“Realist” replied: “Assange finding asylum on the Moon might be a frivolous comment but it underscores the paucity of venues that could pay the price to shield him against American wrath. In response to your invitation to discuss Israel as a plausible safe harbor for Assange, I should think his morals would preclude that possibility, even as a last resort. It would be repudiating everything he has stood for. As they say “tell me who your friends are and I’ll tell you who you are.”

 

Ilargi: That’s a very long way of saying “there are no options”. You don’t have to go through all the options to arrive at the conclusion that there are no options.

WH: So in other words…

Ilargi: A new country that is brought to the front in the past few days is Mexico. .

WH: Mexico.

Ilargi: Yes. People think that Lopez Obrador might be the guy to turn to. I suggested Iceland.

WH: I remember that. . .

Ilargi: They are independent enough to pull off something like that. Though I have no idea what the Icelandic government feels or thinks about Assange. But they’re independent. They’re the only country that locked up a bunch of bankers and told the creditors to go take a hike.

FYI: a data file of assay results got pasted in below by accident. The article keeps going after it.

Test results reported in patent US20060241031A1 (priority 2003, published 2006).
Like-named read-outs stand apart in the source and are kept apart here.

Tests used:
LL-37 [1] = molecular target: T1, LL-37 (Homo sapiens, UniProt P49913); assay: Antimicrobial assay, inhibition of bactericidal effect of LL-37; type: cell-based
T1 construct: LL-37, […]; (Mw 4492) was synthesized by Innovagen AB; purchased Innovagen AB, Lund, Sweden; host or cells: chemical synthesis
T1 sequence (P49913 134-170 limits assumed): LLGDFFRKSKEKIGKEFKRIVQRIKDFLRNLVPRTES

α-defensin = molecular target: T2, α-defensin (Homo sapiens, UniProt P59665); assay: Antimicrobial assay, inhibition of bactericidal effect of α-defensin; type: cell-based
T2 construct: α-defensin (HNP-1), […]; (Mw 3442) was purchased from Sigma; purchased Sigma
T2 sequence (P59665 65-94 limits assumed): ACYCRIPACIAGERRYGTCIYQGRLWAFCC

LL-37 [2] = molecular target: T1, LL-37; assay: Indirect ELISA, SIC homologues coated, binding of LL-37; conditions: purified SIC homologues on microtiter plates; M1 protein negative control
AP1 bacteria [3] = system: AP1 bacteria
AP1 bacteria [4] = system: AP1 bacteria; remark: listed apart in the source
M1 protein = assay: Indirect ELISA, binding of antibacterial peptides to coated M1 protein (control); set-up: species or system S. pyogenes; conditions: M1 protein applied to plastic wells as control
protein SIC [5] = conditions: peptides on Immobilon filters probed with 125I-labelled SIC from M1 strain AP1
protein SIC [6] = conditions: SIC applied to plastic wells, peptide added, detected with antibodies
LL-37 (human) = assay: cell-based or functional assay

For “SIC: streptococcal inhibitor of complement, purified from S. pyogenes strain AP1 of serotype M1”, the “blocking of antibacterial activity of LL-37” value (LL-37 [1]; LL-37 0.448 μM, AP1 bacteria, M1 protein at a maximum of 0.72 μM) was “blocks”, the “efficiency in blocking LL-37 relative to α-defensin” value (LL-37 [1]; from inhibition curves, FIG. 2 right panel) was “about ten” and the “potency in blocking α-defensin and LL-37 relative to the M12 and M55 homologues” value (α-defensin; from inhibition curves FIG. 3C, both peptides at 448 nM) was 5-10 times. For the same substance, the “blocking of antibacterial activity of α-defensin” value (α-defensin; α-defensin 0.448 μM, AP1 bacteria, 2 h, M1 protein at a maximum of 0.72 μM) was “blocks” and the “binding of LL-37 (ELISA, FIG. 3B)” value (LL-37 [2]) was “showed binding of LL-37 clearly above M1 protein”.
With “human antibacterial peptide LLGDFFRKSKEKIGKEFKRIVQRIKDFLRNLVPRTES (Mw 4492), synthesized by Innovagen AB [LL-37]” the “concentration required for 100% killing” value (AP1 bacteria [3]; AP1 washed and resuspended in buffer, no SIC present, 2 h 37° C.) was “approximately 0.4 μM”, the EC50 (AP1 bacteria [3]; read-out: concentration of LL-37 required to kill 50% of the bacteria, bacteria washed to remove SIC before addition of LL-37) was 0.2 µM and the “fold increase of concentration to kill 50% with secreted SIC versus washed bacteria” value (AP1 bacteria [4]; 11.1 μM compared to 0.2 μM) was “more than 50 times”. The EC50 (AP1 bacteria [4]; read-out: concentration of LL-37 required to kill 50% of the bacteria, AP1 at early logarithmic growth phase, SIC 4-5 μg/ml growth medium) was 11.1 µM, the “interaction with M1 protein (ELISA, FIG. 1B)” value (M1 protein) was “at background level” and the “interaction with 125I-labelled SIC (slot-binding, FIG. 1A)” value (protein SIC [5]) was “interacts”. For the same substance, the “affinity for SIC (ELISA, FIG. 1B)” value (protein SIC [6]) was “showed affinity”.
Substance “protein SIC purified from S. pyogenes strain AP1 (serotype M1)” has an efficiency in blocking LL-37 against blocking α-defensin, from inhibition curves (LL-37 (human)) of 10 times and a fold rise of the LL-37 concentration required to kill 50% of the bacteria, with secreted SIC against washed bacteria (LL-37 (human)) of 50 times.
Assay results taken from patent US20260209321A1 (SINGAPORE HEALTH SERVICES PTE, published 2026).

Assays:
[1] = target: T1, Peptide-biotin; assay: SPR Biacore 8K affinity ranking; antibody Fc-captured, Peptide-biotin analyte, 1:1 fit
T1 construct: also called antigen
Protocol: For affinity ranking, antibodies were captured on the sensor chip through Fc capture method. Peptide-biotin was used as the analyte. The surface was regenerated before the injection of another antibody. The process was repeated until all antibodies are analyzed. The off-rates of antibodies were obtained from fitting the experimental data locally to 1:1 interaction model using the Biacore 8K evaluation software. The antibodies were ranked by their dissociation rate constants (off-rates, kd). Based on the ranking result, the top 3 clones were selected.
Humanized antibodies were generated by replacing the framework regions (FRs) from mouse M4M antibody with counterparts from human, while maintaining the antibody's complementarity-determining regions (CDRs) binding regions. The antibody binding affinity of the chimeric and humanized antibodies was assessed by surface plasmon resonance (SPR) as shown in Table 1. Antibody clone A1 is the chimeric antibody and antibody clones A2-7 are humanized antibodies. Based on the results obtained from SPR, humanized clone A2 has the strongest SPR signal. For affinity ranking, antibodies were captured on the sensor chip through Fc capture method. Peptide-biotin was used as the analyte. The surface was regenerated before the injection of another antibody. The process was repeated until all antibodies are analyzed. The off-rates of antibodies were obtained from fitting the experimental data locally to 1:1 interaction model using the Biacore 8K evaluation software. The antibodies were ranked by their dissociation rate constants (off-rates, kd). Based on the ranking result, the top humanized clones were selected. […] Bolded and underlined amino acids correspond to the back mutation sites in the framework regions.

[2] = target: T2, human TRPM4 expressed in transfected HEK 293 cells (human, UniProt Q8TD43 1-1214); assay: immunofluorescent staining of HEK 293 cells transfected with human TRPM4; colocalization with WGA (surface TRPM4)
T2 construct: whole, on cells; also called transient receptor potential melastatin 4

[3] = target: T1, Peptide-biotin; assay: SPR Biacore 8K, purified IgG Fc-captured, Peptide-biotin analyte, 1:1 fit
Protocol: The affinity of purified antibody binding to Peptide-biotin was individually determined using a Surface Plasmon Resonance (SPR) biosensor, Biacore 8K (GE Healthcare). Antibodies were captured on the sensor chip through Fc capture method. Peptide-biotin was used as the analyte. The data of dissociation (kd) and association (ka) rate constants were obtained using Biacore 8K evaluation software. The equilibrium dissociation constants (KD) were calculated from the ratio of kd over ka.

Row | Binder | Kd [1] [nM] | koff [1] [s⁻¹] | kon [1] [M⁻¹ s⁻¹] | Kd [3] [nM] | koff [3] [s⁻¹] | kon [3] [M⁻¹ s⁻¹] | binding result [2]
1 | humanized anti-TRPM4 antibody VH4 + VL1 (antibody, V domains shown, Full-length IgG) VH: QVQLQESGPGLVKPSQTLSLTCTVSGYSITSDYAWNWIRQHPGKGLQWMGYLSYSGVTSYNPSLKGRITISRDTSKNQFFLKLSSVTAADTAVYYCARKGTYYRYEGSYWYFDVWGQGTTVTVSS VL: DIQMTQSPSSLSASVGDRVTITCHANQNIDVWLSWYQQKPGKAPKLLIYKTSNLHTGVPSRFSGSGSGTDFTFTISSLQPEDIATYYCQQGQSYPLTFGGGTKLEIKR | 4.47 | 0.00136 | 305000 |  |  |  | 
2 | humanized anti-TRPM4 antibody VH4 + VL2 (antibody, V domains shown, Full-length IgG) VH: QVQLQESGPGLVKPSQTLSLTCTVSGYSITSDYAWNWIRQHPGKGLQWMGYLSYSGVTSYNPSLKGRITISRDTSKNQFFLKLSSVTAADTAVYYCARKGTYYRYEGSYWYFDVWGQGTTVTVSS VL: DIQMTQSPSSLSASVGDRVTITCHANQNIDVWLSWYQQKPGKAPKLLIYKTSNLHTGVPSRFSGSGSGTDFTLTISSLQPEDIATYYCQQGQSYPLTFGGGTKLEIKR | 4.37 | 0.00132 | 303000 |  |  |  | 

WH: I think what “Realist” would say is that these countries are not strong enough to protect Assange and that the CIA, or whoever is after him, would get at him.

Ilargi: Iceland has got a big moat. That is natural protection. .

WH: A big moat!

Ilargi: Yes. Of course there is no country that could give 100% protection to someone like Assange.

WH: There was a similar discussion in response to an article by Caitlin Johnstone.” “As long as Assange is silenced, claims against him are illegitimate”.

In any case, a campaign is under way. The ideas we are discussing here are not part of the campaign and I don’t want to impose them. The campaign is following its own logic.

Ilargi: There are no ideas. There is just a long list of “no options”.

WH: Yes, as you said. Right. This is continuing the discussion we had with the mayor.

Ilargi: I would like to add what we were saying before we started. The news about Assange’s health is not good. He has severe toothaches. His legs are swelling and his bone density is falling fast because of the lack of exposure to sunlight. So in the end, what it comes down to: Ecuador doesn’t even have to kick him out. They’re counting on the fact that he’ll have to walk out. .

WH: Yes, if he can. .

Ilargi: Or be carried out, on a stretcher. Or in a coffin. .

 

 

Julian Assange: (Trafalgar Square, London – 8th October 2011)

When we understand that wars come about as a result of lies peddled to the British public and the American public and the publics all over Europe and other countries, then who are the war criminals? It is not just leaders. It is not just soldiers. It is journalists. Journalists are war criminals. … If wars can be started by lies, peace can be started by truth.